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  37. When Is Deep Brain Stimulation a Medical Benefit, and What Is Required for Consent?Sven Nyholm & Stephen M. Campbell - 2016 - American Journal of Bioethics Neuroscience 7 (3):150-152.
    Hübner and White argue that we should not administer DBS to psychopathic prisoners. While we are sympathetic to their conclusion, we argue that the authors’ two central arguments for this conclusion are problematic. Their first argument appeals to an overly restrictive conception of individual medical benefit: namely, that an individual medical benefit must alleviate subjective suffering. We highlight cases that clearly constitute individual medical benefits although there is no relief of subjective suffering. The second argument depends on an overly restrictive (...)
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  38. Doubt in the Insula: Risk Processing in Obsessive-Compulsive Disorder.Judy Luigjes, Martijn Figee, Philippe N. Tobler, Wim van den Brink, Bart de Kwaasteniet, Guido van Wingen & Damiaan Denys - 2016 - Frontiers in Human Neuroscience 10.
  39. Computer Enabled Neuroplasticity Treatment: A Clinical Trial of a Novel Design for Neurofeedback Therapy in Adult ADHD.Benjamin Cowley, Édua Holmström, Kristiina Juurmaa, Levas Kovarskis & Christina M. Krause - 2016 - Frontiers in Human Neuroscience 10.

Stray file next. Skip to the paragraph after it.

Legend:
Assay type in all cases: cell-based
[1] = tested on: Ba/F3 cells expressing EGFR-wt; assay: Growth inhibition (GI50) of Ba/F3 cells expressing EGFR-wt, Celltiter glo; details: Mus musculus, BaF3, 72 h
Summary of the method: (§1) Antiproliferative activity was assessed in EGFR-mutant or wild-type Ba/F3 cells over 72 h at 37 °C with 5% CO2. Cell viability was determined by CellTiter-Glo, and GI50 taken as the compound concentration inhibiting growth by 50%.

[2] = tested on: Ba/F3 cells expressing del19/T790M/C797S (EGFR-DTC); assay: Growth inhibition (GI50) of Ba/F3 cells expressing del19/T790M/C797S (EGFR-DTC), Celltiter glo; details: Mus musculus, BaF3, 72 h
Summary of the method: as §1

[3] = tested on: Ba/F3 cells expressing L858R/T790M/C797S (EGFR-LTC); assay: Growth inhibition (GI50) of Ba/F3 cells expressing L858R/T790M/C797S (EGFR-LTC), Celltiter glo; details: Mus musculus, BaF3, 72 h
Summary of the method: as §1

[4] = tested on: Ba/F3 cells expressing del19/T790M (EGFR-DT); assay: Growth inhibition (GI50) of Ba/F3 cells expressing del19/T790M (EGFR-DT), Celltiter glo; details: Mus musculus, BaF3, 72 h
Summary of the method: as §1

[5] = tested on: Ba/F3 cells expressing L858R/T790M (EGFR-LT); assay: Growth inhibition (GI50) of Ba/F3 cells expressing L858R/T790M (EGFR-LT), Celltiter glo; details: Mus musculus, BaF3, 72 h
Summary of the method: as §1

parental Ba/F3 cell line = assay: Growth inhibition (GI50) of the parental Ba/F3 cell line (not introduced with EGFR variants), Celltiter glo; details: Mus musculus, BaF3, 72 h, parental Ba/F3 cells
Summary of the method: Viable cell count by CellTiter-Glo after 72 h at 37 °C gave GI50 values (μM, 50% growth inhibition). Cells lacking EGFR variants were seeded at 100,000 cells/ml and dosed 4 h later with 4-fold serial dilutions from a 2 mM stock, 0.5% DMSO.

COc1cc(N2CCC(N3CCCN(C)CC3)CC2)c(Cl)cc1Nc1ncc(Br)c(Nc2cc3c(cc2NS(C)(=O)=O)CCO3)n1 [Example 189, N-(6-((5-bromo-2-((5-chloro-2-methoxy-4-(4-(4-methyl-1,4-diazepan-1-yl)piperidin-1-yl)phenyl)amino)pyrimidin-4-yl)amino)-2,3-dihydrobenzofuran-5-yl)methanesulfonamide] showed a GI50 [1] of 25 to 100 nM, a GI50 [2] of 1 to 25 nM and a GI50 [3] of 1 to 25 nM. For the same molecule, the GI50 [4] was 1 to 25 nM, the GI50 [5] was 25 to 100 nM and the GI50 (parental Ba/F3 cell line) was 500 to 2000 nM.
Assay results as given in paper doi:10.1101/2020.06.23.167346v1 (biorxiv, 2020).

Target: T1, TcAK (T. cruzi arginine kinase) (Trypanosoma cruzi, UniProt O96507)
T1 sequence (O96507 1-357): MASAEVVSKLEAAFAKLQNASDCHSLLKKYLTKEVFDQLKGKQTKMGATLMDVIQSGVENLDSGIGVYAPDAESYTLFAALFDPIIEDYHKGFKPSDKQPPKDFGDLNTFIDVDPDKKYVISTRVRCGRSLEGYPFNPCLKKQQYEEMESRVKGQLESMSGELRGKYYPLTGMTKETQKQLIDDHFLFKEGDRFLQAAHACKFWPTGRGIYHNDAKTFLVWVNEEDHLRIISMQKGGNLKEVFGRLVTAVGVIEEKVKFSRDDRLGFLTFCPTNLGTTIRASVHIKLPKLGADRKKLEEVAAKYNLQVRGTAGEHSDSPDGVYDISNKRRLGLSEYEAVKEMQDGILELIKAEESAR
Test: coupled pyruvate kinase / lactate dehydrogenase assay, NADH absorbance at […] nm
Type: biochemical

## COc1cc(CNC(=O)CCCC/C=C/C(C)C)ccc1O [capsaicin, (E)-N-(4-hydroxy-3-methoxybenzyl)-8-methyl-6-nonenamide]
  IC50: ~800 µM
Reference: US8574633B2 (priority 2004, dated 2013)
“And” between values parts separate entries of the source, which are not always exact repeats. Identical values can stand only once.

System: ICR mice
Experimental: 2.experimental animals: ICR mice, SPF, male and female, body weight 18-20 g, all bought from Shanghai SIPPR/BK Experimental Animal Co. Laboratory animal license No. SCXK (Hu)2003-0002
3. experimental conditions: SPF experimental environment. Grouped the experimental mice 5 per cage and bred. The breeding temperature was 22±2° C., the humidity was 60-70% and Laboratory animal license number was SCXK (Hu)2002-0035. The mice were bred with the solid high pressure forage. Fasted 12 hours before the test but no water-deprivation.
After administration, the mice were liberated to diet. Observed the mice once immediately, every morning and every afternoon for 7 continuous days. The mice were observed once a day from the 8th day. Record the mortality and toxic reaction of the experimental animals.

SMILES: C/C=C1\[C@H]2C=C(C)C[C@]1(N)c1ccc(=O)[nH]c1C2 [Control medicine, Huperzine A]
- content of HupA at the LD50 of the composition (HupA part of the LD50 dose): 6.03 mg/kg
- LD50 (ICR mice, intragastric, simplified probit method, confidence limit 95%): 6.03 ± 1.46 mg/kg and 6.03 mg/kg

40. Prestimulus Low Frequency EEG Affects Processing Outcomes in the Equiprobable Go/NoGo Task in Healthy Ageing.De Blasio Frances & Barry Robert - 2015 - Frontiers in Human Neuroscience 9.
  41. Where and When to Look: Understanding Emotional Face Perception in Frontotemporal Dementia.Hutchings Rosalind, Palermo Romina, Bruggemann Jason, Hodges John, Piguet Olivier & Kumfor Fiona - 2015 - Frontiers in Human Neuroscience 9.
  42. Developmental Foreign Accent Syndrome: Report of a New Case.Stefanie Keulen, Peter Mariën, Peggy Wackenier, Roel Jonkers, Roelien Bastiaanse & Jo Verhoeven - 2016 - Frontiers in Human Neuroscience 10.
  43. Immaturity of Visual Fixations in Dyslexic Children.Aimé Tiadi, Christophe-Loïc Gérard, Hugo Peyre, Emmanuel Bui-Quoc & Maria Pia Bucci - 2016 - Frontiers in Human Neuroscience 10.
  44. Altered Structural Correlates of Impulsivity in Adolescents with Internet Gaming Disorder.Xin Du, Xin Qi, Yongxin Yang, Guijin Du, Peihong Gao, Yang Zhang, Wen Qin, Xiaodong Li & Quan Zhang - 2016 - Frontiers in Human Neuroscience 10.
  45. Relative Power of Specific EEG Bands and Their Ratios During Neurofeedback Training in Children with Autism Spectrum Disorder.Yao Wang, Estate M. Sokhadze, Ayman S. El-Baz, Xiaoli Li, Lonnie Sears, Manuel F. Casanova & Allan Tasman - 2015 - Frontiers in Human Neuroscience 9.
  46. Cognitive Tasks During Expectation Affect the Congruency ERP Effects to Facial Expressions.Huiyan Lin, Claudia Schulz & Thomas Straube - 2015 - Frontiers in Human Neuroscience 9.
  47. Social Anxiety Disorder and the Psychobiology of Self-Consciousness.Dan J. Stein - 2015 - Frontiers in Human Neuroscience 9.
  48. Research Domain Criteria: A Final Paradigm for Psychiatry?Walter Glannon - 2015 - Frontiers in Human Neuroscience 9.
  49. The Therapeutic Potential of Working Memory Training for Treating Mental Disorders.Sharaf Ansari - 2015 - Frontiers in Human Neuroscience 9.
  50. Benefits of Listening to a Recording of Euphoric Joint Music Making in Polydrug Abusers.Thomas Hans Fritz, Marius Vogt, Annette Lederer, Lydia Schneider, Eira Fomicheva, Martha Schneider & Arno Villringer - 2015 - Frontiers in Human Neuroscience 9.